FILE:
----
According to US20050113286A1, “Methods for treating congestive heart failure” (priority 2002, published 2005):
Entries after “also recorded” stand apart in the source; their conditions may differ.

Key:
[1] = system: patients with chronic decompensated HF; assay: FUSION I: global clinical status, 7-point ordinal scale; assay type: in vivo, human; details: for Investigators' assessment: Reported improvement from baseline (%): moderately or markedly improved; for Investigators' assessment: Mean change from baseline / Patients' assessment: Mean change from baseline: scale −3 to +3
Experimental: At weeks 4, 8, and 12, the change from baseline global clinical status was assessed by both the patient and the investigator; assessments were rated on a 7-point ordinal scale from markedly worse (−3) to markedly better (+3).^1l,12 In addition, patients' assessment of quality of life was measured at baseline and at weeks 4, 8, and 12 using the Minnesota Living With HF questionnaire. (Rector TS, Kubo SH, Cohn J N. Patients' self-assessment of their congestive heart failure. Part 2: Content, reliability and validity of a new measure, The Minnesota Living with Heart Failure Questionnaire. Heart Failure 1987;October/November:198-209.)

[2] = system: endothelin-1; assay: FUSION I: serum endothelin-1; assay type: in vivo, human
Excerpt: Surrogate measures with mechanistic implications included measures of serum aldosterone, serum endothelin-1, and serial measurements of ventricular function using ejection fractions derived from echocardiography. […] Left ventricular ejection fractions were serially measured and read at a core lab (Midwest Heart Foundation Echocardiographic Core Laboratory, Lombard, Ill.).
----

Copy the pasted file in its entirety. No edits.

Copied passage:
According to US20050113286A1, “Methods for treating congestive heart failure” (priority 2002, published 2005):
Entries after “also recorded” stand apart in the source; their conditions may differ.

Key:
[1] = system: patients with chronic decompensated HF; assay: FUSION I: global clinical status, 7-point ordinal scale; assay type: in vivo, human; details: for Investigators' assessment: Reported improvement from baseline (%): moderately or markedly improved; for Investigators' assessment: Mean change from baseline / Patients' assessment: Mean change from baseline: scale −3 to +3
Experimental: At weeks 4, 8, and 12, the change from baseline global clinical status was assessed by both the patient and the investigator; assessments were rated on a 7-point ordinal scale from markedly worse (−3) to markedly better (+3).^1l,12 In addition, patients' assessment of quality of life was measured at baseline and at weeks 4, 8, and 12 using the Minnesota Living With HF questionnaire. (Rector TS, Kubo SH, Cohn J N. Patients' self-assessment of their congestive heart failure. Part 2: Content, reliability and validity of a new measure, The Minnesota Living with Heart Failure Questionnaire. Heart Failure 1987;October/November:198-209.)

[2] = system: endothelin-1; assay: FUSION I: serum endothelin-1; assay type: in vivo, human
Excerpt: Surrogate measures with mechanistic implications included measures of serum aldosterone, serum endothelin-1, and serial measurements of ventricular function using ejection fractions derived from echocardiography. […] Left ventricular ejection fractions were serially measured and read at a core lab (Midwest Heart Foundation Echocardiographic Core Laboratory, Lombard, Ill.).